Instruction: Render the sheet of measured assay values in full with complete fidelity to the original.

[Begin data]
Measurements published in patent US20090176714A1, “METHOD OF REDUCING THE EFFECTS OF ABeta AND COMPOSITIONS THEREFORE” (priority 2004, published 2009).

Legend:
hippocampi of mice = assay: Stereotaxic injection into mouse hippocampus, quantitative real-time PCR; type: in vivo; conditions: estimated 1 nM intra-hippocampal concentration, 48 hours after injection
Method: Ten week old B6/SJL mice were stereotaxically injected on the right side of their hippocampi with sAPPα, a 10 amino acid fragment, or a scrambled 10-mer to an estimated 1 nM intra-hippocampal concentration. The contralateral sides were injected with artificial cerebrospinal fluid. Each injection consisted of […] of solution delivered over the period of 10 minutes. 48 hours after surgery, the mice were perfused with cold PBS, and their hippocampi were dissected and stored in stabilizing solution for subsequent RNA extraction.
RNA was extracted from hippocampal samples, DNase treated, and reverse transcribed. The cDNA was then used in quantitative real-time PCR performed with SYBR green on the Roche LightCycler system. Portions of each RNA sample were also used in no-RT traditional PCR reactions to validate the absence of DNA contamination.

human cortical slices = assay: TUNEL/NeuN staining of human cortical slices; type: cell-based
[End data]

Measurements published in patent US20090176714A1, “METHOD OF REDUCING THE EFFECTS OF ABeta AND COMPOSITIONS THEREFORE” (priority 2004, published 2009).

Legend:
hippocampi of mice = assay: Stereotaxic injection into mouse hippocampus, quantitative real-time PCR; type: in vivo; conditions: estimated 1 nM intra-hippocampal concentration, 48 hours after injection
Method: Ten week old B6/SJL mice were stereotaxically injected on the right side of their hippocampi with sAPPα, a 10 amino acid fragment, or a scrambled 10-mer to an estimated 1 nM intra-hippocampal concentration. The contralateral sides were injected with artificial cerebrospinal fluid. Each injection consisted of […] of solution delivered over the period of 10 minutes. 48 hours after surgery, the mice were perfused with cold PBS, and their hippocampi were dissected and stored in stabilizing solution for subsequent RNA extraction.
RNA was extracted from hippocampal samples, DNase treated, and reverse transcribed. The cDNA was then used in quantitative real-time PCR performed with SYBR green on the Roche LightCycler system. Portions of each RNA sample were also used in no-RT traditional PCR reactions to validate the absence of DNA contamination.

human cortical slices = assay: TUNEL/NeuN staining of human cortical slices; type: cell-based